En route to their historic sixth Super Bowl championship, the New England Patriots hit a few speed bumps.
The defense was unreliable, Tom Brady began to show signs of his age and talk of the dynasty’s demise gained traction.
And yet the team went on to win a rather boring Super Bowl LIII 13-3, and all those speed bumps disappeared into the rearview mirror.
This offseason, however, has seen a whole new level of turbulence that makes the previous year’s issues seem like child’s play.
First, owner Robert Kraft became embroiled in a prostitution scandal with a possible link to a human-trafficking ring.
Then, the Patriots lost a pair of key trench players. Starting left tackle Trent Brown went to the Oakland Raiders, and defensive end Trey Flowers signed a lucrative deal with the Detroit Lions.
Flowers, only 25 years old and New England’s best pass rusher in 2018, was a particularly stinging blow to a defense that was up-and-down all last season.
Perhaps anticipating that Flowers’ deal would be too rich for their tastes, the Patriots traded for a Pro Bowl pass rusher when they acquired Michael Bennett from the Philadelphia Eagles before Flowers left town.
Unfortunately for the Patriots, while Bennett’s talents and price tag are certainly agreeable, he might be adding some undue drama and controversy to a locker room typically devoid of any.
In an interview with ESPN, Bennett confirmed that he would continue to protest the national anthem by staying in the locker room during the playing of “The Star-Spangled Banner.”
“I explained to (the Patriots) that my integrity means everything,” he said. “I think they respect that about me, they respect who I am as an individual.”
New England had been linked to Bennett for some time.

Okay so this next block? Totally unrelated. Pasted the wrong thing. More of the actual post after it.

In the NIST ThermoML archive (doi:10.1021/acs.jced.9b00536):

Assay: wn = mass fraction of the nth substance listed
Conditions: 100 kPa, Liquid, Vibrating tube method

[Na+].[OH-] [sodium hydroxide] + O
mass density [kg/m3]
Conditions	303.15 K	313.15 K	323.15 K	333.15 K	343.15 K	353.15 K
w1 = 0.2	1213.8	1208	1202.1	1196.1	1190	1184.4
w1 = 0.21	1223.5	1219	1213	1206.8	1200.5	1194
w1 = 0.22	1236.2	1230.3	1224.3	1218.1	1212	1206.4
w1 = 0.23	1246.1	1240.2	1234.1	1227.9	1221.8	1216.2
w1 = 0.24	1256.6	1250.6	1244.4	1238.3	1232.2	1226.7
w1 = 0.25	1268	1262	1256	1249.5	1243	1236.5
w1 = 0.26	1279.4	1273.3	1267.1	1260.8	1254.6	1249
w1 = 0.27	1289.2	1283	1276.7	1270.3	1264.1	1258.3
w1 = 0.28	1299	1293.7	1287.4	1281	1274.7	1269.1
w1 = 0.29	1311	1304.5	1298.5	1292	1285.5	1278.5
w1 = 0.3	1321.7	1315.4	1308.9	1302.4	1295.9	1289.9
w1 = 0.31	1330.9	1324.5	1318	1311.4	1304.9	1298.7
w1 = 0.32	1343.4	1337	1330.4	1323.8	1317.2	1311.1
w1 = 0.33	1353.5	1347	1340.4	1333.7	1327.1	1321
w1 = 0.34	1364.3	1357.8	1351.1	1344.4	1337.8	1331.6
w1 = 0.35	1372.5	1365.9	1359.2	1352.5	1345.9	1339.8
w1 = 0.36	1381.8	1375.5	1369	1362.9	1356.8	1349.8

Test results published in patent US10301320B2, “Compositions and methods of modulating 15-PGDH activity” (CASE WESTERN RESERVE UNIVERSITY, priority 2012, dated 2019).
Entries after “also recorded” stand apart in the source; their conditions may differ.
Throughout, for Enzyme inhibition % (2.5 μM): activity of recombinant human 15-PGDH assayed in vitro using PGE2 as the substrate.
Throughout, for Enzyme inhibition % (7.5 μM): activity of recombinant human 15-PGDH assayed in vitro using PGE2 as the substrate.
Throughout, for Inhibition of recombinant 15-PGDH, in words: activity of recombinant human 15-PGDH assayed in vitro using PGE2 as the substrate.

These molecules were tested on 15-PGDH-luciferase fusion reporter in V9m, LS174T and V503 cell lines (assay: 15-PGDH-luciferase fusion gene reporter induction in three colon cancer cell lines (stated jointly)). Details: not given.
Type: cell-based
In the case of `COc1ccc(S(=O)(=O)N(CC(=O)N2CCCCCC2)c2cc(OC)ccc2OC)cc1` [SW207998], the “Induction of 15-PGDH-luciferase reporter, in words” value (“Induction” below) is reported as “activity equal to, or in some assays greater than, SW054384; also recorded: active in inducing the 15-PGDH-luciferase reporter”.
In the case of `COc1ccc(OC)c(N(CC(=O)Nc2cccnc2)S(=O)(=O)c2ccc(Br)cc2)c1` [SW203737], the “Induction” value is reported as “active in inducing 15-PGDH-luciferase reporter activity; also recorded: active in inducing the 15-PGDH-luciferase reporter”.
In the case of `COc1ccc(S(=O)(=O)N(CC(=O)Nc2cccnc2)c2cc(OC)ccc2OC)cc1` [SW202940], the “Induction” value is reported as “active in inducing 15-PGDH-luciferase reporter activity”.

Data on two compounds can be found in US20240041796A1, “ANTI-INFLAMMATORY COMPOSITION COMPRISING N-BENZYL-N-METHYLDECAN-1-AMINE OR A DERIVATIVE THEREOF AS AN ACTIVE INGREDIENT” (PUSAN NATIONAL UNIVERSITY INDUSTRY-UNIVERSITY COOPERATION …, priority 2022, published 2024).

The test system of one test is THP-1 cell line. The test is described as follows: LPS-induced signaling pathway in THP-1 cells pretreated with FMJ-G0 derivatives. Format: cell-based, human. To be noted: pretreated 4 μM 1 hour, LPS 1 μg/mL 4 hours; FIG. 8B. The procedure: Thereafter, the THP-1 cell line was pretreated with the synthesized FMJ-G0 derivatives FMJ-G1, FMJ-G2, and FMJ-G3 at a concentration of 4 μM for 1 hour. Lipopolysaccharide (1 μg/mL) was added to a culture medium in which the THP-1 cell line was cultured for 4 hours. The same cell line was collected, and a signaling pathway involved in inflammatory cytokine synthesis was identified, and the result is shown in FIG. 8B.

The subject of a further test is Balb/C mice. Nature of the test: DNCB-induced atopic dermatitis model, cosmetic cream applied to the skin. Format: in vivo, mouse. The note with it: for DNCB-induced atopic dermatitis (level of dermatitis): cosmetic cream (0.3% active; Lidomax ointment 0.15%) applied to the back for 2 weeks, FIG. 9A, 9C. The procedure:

“The Patriots have been trying to trade for me for two years,” he said. “Last year they tried to get me, the year before they tried to get me.”
And while a ship as tightly run as the Patriots might be able to rein in a lone anthem protester, Bennett’s issues run far deeper than just disrespecting the anthem.
There was the incident in late 2017 where Bennett seemingly fabricated a police brutality allegation against the Las Vegas Police Department. There was another incident in early 2018 where Bennett was indicted by a grand jury on a felony charge of injury of the elderly after allegedly pushing a paraplegic 66-year-old woman.
These are not small incidents.
And that’s to say nothing of the potential chemistry issues where Bennett is now playing for a team endorsed by President Donald Trump. That’s the same president that Bennett’s brother, Martellus, accused of attacking “the culture of black people.”
Suffice to say, for an organization that normally steers clear of controversy (murderous tight ends and cheating scandals notwithstanding), this offseason spells an ominous start to the Patriots’ title defense.
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